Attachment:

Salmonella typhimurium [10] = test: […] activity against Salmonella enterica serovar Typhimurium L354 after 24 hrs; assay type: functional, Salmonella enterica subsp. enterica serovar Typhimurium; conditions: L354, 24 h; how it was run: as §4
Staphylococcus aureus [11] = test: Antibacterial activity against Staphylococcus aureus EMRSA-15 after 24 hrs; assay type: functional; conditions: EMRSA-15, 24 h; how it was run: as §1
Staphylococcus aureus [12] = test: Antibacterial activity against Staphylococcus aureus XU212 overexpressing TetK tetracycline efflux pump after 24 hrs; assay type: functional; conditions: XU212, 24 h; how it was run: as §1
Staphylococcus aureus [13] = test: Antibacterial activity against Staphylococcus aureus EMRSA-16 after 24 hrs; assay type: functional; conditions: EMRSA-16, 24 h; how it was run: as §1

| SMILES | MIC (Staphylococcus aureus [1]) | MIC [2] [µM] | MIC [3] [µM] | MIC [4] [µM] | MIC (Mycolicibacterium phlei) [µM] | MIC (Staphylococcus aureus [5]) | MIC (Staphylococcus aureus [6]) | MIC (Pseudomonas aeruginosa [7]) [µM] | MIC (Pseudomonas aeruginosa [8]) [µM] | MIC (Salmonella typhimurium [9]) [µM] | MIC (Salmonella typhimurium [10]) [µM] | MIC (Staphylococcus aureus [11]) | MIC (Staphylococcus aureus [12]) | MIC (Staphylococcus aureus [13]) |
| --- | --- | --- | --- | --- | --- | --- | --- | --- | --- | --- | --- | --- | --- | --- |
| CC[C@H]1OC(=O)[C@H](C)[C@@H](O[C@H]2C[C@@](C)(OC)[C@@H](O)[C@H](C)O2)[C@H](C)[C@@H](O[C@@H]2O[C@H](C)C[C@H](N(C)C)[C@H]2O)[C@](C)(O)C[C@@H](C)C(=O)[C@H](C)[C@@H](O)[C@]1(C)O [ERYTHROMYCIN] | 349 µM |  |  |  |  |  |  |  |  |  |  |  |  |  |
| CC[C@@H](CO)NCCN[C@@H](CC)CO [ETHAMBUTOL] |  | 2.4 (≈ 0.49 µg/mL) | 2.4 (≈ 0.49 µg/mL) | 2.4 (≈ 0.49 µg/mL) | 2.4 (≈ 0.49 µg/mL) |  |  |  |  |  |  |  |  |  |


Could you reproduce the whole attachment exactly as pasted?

Salmonella typhimurium [10] = test: […] activity against Salmonella enterica serovar Typhimurium L354 after 24 hrs; assay type: functional, Salmonella enterica subsp. enterica serovar Typhimurium; conditions: L354, 24 h; how it was run: as §4
Staphylococcus aureus [11] = test: Antibacterial activity against Staphylococcus aureus EMRSA-15 after 24 hrs; assay type: functional; conditions: EMRSA-15, 24 h; how it was run: as §1
Staphylococcus aureus [12] = test: Antibacterial activity against Staphylococcus aureus XU212 overexpressing TetK tetracycline efflux pump after 24 hrs; assay type: functional; conditions: XU212, 24 h; how it was run: as §1
Staphylococcus aureus [13] = test: Antibacterial activity against Staphylococcus aureus EMRSA-16 after 24 hrs; assay type: functional; conditions: EMRSA-16, 24 h; how it was run: as §1

| SMILES | MIC (Staphylococcus aureus [1]) | MIC [2] [µM] | MIC [3] [µM] | MIC [4] [µM] | MIC (Mycolicibacterium phlei) [µM] | MIC (Staphylococcus aureus [5]) | MIC (Staphylococcus aureus [6]) | MIC (Pseudomonas aeruginosa [7]) [µM] | MIC (Pseudomonas aeruginosa [8]) [µM] | MIC (Salmonella typhimurium [9]) [µM] | MIC (Salmonella typhimurium [10]) [µM] | MIC (Staphylococcus aureus [11]) | MIC (Staphylococcus aureus [12]) | MIC (Staphylococcus aureus [13]) |
| --- | --- | --- | --- | --- | --- | --- | --- | --- | --- | --- | --- | --- | --- | --- |
| CC[C@H]1OC(=O)[C@H](C)[C@@H](O[C@H]2C[C@@](C)(OC)[C@@H](O)[C@H](C)O2)[C@H](C)[C@@H](O[C@@H]2O[C@H](C)C[C@H](N(C)C)[C@H]2O)[C@](C)(O)C[C@@H](C)C(=O)[C@H](C)[C@@H](O)[C@]1(C)O [ERYTHROMYCIN] | 349 µM |  |  |  |  |  |  |  |  |  |  |  |  |  |
| CC[C@@H](CO)NCCN[C@@H](CC)CO [ETHAMBUTOL] |  | 2.4 (≈ 0.49 µg/mL) | 2.4 (≈ 0.49 µg/mL) | 2.4 (≈ 0.49 µg/mL) | 2.4 (≈ 0.49 µg/mL) |  |  |  |  |  |  |  |  |  |